Final Rules and Regulations, U.S. Fed. Reg. 3482, 3510 (1980), it is
 hereby ordered that Department of Defense Dependents Schools,
 Mediterranean Region, Naples American High School:
 
    1.  Cease and desist from:
 
          (a) Maintaining or enforcing an overly broad and/or
       discriminatory policy regarding the posting or displaying of
       literature or insignia of any labor organization on employees'
       lockers or employees' bulletin boards.
 
          (b) Prohibiting employees from gathering information and
       evidence to support an unfair labor practice charge filed with the
       Federal Labor Relations Authority.
 
          (c) In any like or related manner, interfering with,
       restraining, or coercing any employee in the exercise of the
       rights guaranteed by the Federal Service Labor-Management
       Relations Statute.
 
    2.  Take the following affirmative action designed and found
 necessary to effectuate the policies of the Statute:
 
          (a) Permit William Schussel, Jesse Gonzalez and other employees
       to display literature and insignia of any labor organization on
       employees' lockers and employees' bulletin boards.
 
          (b) Rescind and revoke the Special Faculty Bulletin issued in
       December 1983 concerning posting of materials of organizations
       other than the elected and exclusively recognized organization(s).
 
          (c) Rescind and remove from its files the November 30, 1983
       letter to William Schussel directing him to remove materials from
       his locker, and any other memoranda or documentation on the
       subject of Schussel's posting of union literature and insignia on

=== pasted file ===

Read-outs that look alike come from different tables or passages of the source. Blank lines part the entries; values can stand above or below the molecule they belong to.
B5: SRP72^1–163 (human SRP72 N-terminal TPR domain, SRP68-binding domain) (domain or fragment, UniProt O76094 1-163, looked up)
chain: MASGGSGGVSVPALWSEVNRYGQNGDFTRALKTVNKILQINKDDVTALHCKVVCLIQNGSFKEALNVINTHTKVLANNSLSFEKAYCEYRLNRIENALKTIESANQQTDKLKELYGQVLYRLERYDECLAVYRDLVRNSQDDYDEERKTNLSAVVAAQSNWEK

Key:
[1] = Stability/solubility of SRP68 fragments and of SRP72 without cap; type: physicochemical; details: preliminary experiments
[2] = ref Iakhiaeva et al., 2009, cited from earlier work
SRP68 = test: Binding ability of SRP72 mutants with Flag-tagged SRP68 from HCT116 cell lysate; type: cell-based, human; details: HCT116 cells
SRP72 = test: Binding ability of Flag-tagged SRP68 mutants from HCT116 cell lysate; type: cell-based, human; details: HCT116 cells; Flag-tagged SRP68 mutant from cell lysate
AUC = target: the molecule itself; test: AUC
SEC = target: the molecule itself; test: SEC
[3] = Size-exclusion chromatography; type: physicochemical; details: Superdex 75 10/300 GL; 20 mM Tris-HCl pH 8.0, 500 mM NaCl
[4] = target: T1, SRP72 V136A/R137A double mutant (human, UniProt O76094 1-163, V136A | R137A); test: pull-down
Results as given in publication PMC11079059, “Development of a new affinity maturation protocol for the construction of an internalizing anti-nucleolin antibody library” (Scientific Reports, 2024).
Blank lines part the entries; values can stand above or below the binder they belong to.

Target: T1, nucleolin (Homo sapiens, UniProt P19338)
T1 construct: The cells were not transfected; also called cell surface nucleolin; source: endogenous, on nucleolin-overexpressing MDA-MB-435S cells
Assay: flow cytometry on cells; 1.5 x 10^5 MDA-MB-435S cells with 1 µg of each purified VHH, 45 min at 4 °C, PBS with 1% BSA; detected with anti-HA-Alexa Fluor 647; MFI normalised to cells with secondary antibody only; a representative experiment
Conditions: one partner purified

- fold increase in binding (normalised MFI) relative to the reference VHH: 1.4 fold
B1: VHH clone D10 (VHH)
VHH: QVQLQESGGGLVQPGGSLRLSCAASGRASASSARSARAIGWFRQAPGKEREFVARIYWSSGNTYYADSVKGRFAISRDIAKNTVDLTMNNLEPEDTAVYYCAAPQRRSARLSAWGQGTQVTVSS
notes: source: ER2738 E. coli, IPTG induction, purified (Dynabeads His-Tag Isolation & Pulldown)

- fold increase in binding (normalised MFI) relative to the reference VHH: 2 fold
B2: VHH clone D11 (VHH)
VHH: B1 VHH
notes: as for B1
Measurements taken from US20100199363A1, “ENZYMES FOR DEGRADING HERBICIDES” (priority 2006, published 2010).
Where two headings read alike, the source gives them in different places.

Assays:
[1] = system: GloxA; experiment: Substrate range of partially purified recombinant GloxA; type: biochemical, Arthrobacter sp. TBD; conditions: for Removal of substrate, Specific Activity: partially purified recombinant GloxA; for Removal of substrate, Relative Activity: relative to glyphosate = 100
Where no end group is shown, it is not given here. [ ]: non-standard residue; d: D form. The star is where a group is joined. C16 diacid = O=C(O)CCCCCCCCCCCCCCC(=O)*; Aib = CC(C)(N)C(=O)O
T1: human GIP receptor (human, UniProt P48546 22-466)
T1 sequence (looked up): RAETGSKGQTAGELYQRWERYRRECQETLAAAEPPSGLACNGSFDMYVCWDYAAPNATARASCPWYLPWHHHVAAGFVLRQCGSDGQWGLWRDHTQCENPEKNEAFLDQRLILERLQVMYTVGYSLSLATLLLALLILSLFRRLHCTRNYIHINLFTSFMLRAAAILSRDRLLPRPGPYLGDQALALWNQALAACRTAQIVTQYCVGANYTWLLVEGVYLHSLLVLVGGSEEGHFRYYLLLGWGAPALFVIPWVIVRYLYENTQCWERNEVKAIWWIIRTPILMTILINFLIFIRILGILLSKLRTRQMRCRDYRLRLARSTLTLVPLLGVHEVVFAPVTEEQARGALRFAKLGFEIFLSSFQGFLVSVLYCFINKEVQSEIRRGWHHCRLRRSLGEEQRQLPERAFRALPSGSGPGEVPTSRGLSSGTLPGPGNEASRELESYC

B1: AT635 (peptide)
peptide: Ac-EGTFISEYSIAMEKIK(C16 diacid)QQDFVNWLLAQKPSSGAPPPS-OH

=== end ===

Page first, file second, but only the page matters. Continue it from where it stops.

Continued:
his locker.
 
          (d) Rescind and revoke its December 6, 1983 letter to William
       Schussel directing him to cease and desist from distributing a
       questionnaire for the purpose of gathering information and
       evidence to support an existing unfair labor practice charge.
 
          (e) Post at its school within the Mediterranean Region copies
       of the attached Notice marked "Appendix".  Copies of said notice,
       to be furnished by the Regional Director for Region 1 after being
       signed by an authorized representative, shall be posted by it
       immediately upon receipt thereof, and be maintained by it for 60
       consecutive days thereafter, in conspicuous places, including all
       places where notices to employees are customarily posted.
       Reasonable steps shall be taken to insure that said notices are
       not altered, defaced, or covered by any other material.
 
          (f) Notify the Regional Director for Region I in writing,
       within 30 days from the date of this Order, what steps it has
       taken to comply herewith.
                                       /s/ ELI NASH, Jr.
                                       Administrative Law Judge
 
    Dated:  March 25, 1985
 
    Washington, D.C.
 
 
                ---------------  FOOTNOTES$ ---------------
 
 
 
    (1) The Judge's recommended Order is modified to exclude holiday and
 vacation periods from the required posting period due to the nature of
 teachers' work periods during the school year.  See Department of
 Defense Dependents Schools, Washington, D.C. and Department of Defense
 Dependents Schools, Germany Region, 19 FLRA NO. 96 (1985), petition for
 review filed sub nom.  North Germany Area Council, Overseas Education
 Association v. FLRA, NO. 85-1595 (D.C. Cir., Sept. 20, 1985).
 
    (2) The General Counsel's unopposed Motion to Correct Transcript is
 granted.
 
    (3) This posting prompted a memorandum from Mr. Migliaccio to the
 teacher involved and is Respondent's only evidence bearing on its